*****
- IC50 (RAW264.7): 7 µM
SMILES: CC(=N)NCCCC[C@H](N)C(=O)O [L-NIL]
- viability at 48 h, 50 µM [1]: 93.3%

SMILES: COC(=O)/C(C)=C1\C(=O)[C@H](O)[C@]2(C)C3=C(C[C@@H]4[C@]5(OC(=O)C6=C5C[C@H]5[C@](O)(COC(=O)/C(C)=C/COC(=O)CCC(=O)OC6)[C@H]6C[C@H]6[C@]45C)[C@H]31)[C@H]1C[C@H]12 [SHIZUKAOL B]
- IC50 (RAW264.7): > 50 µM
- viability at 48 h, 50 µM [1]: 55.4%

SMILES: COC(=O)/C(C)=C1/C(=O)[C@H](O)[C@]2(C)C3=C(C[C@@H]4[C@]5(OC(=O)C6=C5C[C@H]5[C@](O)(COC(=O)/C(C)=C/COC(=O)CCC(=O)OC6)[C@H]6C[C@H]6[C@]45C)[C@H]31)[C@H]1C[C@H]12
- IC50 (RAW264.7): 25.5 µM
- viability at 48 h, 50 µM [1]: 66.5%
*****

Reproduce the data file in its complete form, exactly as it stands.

- IC50 (RAW264.7): 7 µM
SMILES: CC(=N)NCCCC[C@H](N)C(=O)O [L-NIL]
- viability at 48 h, 50 µM [1]: 93.3%

SMILES: COC(=O)/C(C)=C1\C(=O)[C@H](O)[C@]2(C)C3=C(C[C@@H]4[C@]5(OC(=O)C6=C5C[C@H]5[C@](O)(COC(=O)/C(C)=C/COC(=O)CCC(=O)OC6)[C@H]6C[C@H]6[C@]45C)[C@H]31)[C@H]1C[C@H]12 [SHIZUKAOL B]
- IC50 (RAW264.7): > 50 µM
- viability at 48 h, 50 µM [1]: 55.4%

SMILES: COC(=O)/C(C)=C1/C(=O)[C@H](O)[C@]2(C)C3=C(C[C@@H]4[C@]5(OC(=O)C6=C5C[C@H]5[C@](O)(COC(=O)/C(C)=C/COC(=O)CCC(=O)OC6)[C@H]6C[C@H]6[C@]45C)[C@H]31)[C@H]1C[C@H]12
- IC50 (RAW264.7): 25.5 µM
- viability at 48 h, 50 µM [1]: 66.5%